Jazzpunk: Fun in Games

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I’ve recently wrapped up Jazzpunk, a new Adult Swim release for PC. Adult Swim Games is probably best known for their iOS and Android releases, but starting with the release of Super House of Dead Ninjas last year, they’ve been quickly building an exciting library of PC releases as well. Jazzpunk is their fifth game, and probably the most Adult Swim-like of their releases so far. For a late-night network focused on comedy and cartoons, most of their PC games have not really been focused on humor. Instead, their catalog mostly consists of skill and challenge focused titles like Super House of Dead Ninjas and Volgarr the Viking.

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Jazzpunk, however, is quite the opposite. A first person game mostly focused on exploration and light puzzle solving, humor definitely dominates over challenge. The setting and characters are ultra-bizarre, in grand Adult Swim style, taking place in a strange retrofuturistic alternate timeline 1960s. You play as Polyblank, a super spy representing the interests of some sort of…ummm….. private …..intelligence…. ring? The setup is super weird and the particulars still baffle me, but that adds the absurdist, sometimes nonsequitir, comedy. The game is mostly a series of short missions that are completed with point-and-click adventure style problem solving. And the puzzles are really simple. I don’t think I ever got stuck once in the game, it was always super obvious how to progress.

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But if you’re just completing the main mission objectives, you’re missing out on a lot of what the game has to offer. Each area is packed with tons of little stuff to interact with on the side. For instance, while on a mission to an exotic beachside resort, you can wander away from the mission and hunt for buried treasure on the beach with a metal detector. The buried ”treasures” you’ll find are all utterly absurd joke items. And the laughs are all you’ll get for doing these “side missions” (for lack of a better word). Going out of your way in this game won’t net you any experience points or any high-class equipment or items to make the game easier. Your reward is simply the enjoyment of the experience.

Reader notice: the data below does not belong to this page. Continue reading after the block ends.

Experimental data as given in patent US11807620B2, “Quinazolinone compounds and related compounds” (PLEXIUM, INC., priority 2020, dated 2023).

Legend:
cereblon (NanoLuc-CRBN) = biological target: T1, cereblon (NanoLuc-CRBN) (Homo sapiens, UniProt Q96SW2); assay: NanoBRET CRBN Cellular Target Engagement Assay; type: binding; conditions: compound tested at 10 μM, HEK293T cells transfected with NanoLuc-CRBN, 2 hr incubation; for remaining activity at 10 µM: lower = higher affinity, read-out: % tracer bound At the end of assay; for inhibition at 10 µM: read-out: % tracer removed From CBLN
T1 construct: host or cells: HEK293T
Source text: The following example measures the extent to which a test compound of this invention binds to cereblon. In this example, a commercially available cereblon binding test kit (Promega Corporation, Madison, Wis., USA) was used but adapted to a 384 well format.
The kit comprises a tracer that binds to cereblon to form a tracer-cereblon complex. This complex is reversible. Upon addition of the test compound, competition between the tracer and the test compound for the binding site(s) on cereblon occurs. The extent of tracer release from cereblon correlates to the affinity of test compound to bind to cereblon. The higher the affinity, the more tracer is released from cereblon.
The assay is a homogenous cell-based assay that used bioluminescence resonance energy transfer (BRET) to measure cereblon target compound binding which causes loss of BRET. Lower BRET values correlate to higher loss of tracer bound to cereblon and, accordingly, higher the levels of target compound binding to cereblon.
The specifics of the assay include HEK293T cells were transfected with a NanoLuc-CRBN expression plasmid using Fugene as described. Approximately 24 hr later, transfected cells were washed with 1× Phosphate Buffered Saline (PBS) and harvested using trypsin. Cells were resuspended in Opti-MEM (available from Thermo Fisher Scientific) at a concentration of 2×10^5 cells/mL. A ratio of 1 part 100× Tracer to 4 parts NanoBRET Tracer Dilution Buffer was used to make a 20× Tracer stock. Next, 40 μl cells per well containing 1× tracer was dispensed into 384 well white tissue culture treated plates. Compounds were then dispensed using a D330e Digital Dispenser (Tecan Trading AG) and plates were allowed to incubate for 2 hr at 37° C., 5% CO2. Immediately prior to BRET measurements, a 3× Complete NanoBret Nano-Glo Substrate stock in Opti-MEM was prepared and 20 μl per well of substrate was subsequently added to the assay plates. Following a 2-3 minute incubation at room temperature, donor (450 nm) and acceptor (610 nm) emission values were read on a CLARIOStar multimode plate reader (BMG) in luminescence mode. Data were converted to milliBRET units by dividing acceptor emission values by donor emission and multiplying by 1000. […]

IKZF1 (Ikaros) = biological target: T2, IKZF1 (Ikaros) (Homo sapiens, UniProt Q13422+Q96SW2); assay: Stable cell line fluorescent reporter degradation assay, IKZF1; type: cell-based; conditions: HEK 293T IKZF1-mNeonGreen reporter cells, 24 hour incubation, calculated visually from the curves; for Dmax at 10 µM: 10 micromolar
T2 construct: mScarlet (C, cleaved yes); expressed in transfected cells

That is, I think, unfortunately maybe a very strange concept for some. Both game designers and gamers are obsessed with rewards. Some feel completing a side quest or going out of your way to do something off the critical path should result in some sort of reward being dispensed. And by reward, I mean something to make the player a little bit more powerful or advantaged. It’s somewhat of a bad point of view in my opinion. Enjoying the experience of a game is a far better reason to be playing than simply jumping through arbitrary hoops to make some arbitrary character trait go up. The primary reward of playing should be the fun or stimulation the gaming experience provides. This is as it is with Jazzpunk. Rooting around in the corners of the game won’t make the ending come any easier. The reason for going off the beaten path is to see the fun and goofs you’ll find hidden everywhere.

In the end I liked Jazzpunk, but it’s a little difficult to recommend the game. It feels like a good game to look up during a Steam sale, because the $15 asking price is a little much for this package. My main problem is the game is very short. Even exploring as much as I did, it still only took a few hours to reach the credits, which appeared as a complete surprise to me during an “Is that it?” moment. Recently there has been an aggressively expressed sentiment by haughty professional game reviewers that the length of a game has no impact on its quality, but I feel this is a somewhat simplistic view. For Jazzpunk, the moment the game started getting really interesting for me (when the main villain is introduced) was the moment the game began to wind down. When I was ambushed by credits, I couldn’t help but feel a little unfulfilled, still hungry for more. If a good game is so short that it leaves the player pining for so much more, then that is definitely a bad thing.

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Posted on April 4, 2014, in Essays and tagged , , . Bookmark the permalink. Leave a comment.

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